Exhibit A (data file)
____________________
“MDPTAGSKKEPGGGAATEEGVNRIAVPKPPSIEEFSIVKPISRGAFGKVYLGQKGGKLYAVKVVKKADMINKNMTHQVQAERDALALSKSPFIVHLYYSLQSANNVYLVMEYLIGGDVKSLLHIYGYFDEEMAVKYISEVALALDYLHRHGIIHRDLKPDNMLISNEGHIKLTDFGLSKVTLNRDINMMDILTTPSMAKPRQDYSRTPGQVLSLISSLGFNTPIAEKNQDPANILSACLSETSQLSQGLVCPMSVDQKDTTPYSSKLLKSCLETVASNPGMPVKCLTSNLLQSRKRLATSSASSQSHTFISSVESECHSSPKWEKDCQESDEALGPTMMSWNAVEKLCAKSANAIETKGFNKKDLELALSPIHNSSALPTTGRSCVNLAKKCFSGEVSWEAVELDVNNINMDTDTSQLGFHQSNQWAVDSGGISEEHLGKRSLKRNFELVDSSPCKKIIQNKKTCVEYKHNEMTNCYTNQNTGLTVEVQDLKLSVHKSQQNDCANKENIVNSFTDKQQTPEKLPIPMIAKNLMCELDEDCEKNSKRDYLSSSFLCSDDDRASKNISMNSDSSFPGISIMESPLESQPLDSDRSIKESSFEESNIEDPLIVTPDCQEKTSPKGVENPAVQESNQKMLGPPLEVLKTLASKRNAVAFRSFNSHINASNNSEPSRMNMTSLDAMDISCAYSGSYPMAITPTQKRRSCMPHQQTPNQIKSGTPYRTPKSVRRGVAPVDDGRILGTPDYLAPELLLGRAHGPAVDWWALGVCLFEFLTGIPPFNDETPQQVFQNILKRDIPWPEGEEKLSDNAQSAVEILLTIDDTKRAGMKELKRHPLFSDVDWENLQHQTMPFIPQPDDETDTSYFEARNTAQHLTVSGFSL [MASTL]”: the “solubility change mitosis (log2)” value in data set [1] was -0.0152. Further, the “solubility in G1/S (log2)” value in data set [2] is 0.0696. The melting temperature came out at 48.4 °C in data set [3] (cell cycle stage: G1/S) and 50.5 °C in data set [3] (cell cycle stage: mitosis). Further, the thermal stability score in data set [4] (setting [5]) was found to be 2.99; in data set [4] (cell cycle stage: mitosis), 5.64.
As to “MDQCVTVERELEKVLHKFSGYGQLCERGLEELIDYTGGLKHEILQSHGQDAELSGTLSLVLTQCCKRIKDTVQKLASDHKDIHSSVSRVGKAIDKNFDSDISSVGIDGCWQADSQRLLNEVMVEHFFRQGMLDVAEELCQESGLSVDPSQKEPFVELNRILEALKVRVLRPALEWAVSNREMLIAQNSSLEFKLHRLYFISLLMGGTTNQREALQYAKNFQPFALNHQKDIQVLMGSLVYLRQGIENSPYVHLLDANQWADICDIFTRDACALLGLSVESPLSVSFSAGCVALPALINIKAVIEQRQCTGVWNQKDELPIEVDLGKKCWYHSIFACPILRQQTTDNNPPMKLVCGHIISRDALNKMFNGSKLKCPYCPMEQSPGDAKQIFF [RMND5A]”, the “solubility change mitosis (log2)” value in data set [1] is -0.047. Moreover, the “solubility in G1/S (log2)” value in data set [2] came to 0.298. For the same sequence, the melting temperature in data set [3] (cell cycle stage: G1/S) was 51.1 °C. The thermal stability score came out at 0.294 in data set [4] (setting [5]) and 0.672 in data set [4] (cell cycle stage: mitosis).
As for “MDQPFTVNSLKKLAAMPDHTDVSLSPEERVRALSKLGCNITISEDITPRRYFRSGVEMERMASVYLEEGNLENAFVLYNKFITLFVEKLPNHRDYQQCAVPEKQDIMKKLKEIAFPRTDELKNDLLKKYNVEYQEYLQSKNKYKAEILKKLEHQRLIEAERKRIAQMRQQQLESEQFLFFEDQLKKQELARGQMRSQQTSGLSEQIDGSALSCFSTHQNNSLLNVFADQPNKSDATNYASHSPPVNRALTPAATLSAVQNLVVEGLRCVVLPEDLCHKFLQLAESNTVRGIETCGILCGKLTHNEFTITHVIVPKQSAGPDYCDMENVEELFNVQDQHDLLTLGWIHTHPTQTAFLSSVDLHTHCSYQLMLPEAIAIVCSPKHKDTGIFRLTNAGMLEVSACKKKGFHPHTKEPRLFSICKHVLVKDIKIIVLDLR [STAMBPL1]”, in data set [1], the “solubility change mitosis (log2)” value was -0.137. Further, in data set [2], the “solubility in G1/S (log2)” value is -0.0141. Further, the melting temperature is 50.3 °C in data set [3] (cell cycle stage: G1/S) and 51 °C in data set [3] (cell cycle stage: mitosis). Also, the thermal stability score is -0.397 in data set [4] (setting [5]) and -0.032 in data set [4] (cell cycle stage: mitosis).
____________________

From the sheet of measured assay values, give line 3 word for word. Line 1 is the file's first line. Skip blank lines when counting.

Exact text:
As for “MDQPFTVNSLKKLAAMPDHTDVSLSPEERVRALSKLGCNITISEDITPRRYFRSGVEMERMASVYLEEGNLENAFVLYNKFITLFVEKLPNHRDYQQCAVPEKQDIMKKLKEIAFPRTDELKNDLLKKYNVEYQEYLQSKNKYKAEILKKLEHQRLIEAERKRIAQMRQQQLESEQFLFFEDQLKKQELARGQMRSQQTSGLSEQIDGSALSCFSTHQNNSLLNVFADQPNKSDATNYASHSPPVNRALTPAATLSAVQNLVVEGLRCVVLPEDLCHKFLQLAESNTVRGIETCGILCGKLTHNEFTITHVIVPKQSAGPDYCDMENVEELFNVQDQHDLLTLGWIHTHPTQTAFLSSVDLHTHCSYQLMLPEAIAIVCSPKHKDTGIFRLTNAGMLEVSACKKKGFHPHTKEPRLFSICKHVLVKDIKIIVLDLR [STAMBPL1]”, in data set [1], the “solubility change mitosis (log2)” value was -0.137. Further, in data set [2], the “solubility in G1/S (log2)” value is -0.0141. Further, the melting temperature is 50.3 °C in data set [3] (cell cycle stage: G1/S) and 51 °C in data set [3] (cell cycle stage: mitosis). Also, the thermal stability score is -0.397 in data set [4] (setting [5]) and -0.032 in data set [4] (cell cycle stage: mitosis).